8. Moments of joy and celebration
Though it may seem counter-intuitive, positive life events and emotions can also trigger relapse. For example, falling in love, getting a promotion at work, or getting into a good college are all types of successes that often prompt celebration. Unfortunately, many people equate celebrating with drinking or using drugs.
Plan ahead to ensure that you can celebrate or reward yourself in a healthy manner. Don’t let a moment of accomplishment or joy lead to a descent back into addiction.
Without drugs, many people in recovery don’t know what to do with their free time. A bored addict is an addict who is asking for trouble. Find a hobby, get involved in a sport, take classes, or find some other healthy and productive way to occupy yourself during those “empty hours” that used to be filled with alcohol or other drugs.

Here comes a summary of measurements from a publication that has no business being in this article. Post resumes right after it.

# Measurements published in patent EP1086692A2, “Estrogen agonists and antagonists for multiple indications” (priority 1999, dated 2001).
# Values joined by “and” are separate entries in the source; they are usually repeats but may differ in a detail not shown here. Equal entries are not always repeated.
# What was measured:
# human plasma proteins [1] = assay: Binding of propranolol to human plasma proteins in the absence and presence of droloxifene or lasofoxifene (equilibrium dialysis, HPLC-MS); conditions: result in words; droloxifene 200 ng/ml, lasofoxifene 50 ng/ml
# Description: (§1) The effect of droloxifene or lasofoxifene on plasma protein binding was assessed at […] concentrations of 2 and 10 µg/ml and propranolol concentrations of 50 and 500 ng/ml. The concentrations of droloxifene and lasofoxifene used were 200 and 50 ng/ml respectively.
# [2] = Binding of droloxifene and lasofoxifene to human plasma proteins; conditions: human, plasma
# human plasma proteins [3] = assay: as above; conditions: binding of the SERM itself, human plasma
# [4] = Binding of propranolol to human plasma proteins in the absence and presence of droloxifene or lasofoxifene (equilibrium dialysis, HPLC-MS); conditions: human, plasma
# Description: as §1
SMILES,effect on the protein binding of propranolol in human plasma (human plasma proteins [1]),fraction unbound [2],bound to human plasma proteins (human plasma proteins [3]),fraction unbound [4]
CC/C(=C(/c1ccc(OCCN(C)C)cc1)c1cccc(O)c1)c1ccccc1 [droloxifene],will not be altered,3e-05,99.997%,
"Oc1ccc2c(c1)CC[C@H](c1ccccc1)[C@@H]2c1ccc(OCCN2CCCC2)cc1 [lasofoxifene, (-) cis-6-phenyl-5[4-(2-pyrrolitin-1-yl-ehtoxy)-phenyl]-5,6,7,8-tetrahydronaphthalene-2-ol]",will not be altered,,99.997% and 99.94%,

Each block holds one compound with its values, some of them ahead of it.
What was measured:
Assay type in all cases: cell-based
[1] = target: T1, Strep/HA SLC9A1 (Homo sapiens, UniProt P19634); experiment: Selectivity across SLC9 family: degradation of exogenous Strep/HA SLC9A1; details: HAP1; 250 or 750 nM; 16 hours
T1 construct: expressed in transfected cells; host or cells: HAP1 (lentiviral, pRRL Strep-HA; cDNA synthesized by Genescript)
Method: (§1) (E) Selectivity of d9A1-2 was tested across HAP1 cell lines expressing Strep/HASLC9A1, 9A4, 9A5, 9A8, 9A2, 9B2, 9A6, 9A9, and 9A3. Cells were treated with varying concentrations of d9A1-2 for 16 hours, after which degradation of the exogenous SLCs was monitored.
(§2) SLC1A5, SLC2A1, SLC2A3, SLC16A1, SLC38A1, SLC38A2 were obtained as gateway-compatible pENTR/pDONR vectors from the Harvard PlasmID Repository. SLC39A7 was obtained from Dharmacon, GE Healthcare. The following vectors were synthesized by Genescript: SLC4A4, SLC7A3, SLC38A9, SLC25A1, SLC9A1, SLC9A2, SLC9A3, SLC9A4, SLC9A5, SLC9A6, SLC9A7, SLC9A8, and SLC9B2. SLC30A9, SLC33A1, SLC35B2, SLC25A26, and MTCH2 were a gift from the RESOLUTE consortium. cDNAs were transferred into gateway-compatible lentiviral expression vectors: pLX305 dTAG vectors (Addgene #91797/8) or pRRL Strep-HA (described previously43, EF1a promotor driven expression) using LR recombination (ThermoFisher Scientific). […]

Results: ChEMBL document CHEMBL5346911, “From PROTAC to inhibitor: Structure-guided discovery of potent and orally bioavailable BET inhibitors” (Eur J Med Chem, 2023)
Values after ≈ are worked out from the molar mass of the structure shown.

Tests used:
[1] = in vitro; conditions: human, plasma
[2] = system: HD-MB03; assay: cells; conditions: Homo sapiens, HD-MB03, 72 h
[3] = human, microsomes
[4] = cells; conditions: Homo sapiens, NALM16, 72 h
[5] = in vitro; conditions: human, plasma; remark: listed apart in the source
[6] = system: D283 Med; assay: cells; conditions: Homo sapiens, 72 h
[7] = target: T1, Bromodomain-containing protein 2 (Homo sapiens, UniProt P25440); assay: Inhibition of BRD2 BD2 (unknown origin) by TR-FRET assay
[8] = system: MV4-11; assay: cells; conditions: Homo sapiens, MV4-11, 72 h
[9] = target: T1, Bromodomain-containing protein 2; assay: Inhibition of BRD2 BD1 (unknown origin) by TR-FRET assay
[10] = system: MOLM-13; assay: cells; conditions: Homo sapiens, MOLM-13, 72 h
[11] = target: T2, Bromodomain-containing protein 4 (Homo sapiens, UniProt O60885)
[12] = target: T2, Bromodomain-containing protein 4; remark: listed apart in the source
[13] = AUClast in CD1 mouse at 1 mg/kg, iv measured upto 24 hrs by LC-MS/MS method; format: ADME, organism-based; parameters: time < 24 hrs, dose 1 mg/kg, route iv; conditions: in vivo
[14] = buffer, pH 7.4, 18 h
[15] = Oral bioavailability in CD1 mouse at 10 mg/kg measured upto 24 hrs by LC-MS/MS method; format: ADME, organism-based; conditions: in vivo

We all want life to go out way, but even the most fortunate among us won’t always get what we want. Many recovering addicts fall into the trap of self-pity: feeling impatient that recovery isn’t happening fast enough, wondering why they have to deal with addiction and rehab, and questioning why other people can go out for a drink with friends and they can’t.
If you find yourself struggling with any of the triggers described on this page (or with any other threats to your recovery), do not attempt to “go it alone.” Reach out to trusted friends or family members, talk to your therapists or counselor, meet with your AA sponsor, or contact another member of your support network.
Recovery isn’t always easy – but you are always worth the effort!